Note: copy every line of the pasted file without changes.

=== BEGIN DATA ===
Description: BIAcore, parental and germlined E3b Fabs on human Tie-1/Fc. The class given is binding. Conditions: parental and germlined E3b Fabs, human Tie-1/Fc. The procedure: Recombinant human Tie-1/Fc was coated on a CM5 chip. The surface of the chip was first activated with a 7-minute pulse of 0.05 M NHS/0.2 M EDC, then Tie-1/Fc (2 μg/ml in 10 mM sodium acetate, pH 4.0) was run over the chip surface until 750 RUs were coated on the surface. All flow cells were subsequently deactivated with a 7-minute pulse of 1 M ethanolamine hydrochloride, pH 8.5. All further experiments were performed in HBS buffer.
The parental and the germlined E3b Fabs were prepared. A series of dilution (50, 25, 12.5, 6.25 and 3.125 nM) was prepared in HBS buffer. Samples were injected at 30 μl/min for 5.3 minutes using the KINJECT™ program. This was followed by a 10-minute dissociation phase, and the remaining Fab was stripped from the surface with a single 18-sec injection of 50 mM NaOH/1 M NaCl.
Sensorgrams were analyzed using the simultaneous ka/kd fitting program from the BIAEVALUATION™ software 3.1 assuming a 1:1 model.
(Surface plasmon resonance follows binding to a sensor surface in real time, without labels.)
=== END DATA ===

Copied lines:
Description: BIAcore, parental and germlined E3b Fabs on human Tie-1/Fc. The class given is binding. Conditions: parental and germlined E3b Fabs, human Tie-1/Fc. The procedure: Recombinant human Tie-1/Fc was coated on a CM5 chip. The surface of the chip was first activated with a 7-minute pulse of 0.05 M NHS/0.2 M EDC, then Tie-1/Fc (2 μg/ml in 10 mM sodium acetate, pH 4.0) was run over the chip surface until 750 RUs were coated on the surface. All flow cells were subsequently deactivated with a 7-minute pulse of 1 M ethanolamine hydrochloride, pH 8.5. All further experiments were performed in HBS buffer.
The parental and the germlined E3b Fabs were prepared. A series of dilution (50, 25, 12.5, 6.25 and 3.125 nM) was prepared in HBS buffer. Samples were injected at 30 μl/min for 5.3 minutes using the KINJECT™ program. This was followed by a 10-minute dissociation phase, and the remaining Fab was stripped from the surface with a single 18-sec injection of 50 mM NaOH/1 M NaCl.
Sensorgrams were analyzed using the simultaneous ka/kd fitting program from the BIAEVALUATION™ software 3.1 assuming a 1:1 model.
(Surface plasmon resonance follows binding to a sensor surface in real time, without labels.)